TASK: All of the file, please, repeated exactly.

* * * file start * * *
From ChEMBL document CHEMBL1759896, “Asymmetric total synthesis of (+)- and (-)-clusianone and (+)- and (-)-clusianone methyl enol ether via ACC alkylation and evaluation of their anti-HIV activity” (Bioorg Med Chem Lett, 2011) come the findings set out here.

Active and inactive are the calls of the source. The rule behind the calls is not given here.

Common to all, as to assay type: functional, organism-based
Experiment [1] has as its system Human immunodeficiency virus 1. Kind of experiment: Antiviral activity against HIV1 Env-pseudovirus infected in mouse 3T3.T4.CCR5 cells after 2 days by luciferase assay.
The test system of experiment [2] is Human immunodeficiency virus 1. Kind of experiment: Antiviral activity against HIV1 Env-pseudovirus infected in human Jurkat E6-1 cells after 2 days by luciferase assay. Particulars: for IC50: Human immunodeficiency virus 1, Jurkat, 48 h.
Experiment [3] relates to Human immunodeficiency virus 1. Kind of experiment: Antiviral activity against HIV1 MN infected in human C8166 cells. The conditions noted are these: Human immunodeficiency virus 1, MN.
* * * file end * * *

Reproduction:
From ChEMBL document CHEMBL1759896, “Asymmetric total synthesis of (+)- and (-)-clusianone and (+)- and (-)-clusianone methyl enol ether via ACC alkylation and evaluation of their anti-HIV activity” (Bioorg Med Chem Lett, 2011) come the findings set out here.

Active and inactive are the calls of the source. The rule behind the calls is not given here.

Common to all, as to assay type: functional, organism-based
Experiment [1] has as its system Human immunodeficiency virus 1. Kind of experiment: Antiviral activity against HIV1 Env-pseudovirus infected in mouse 3T3.T4.CCR5 cells after 2 days by luciferase assay.
The test system of experiment [2] is Human immunodeficiency virus 1. Kind of experiment: Antiviral activity against HIV1 Env-pseudovirus infected in human Jurkat E6-1 cells after 2 days by luciferase assay. Particulars: for IC50: Human immunodeficiency virus 1, Jurkat, 48 h.
Experiment [3] relates to Human immunodeficiency virus 1. Kind of experiment: Antiviral activity against HIV1 MN infected in human C8166 cells. The conditions noted are these: Human immunodeficiency virus 1, MN.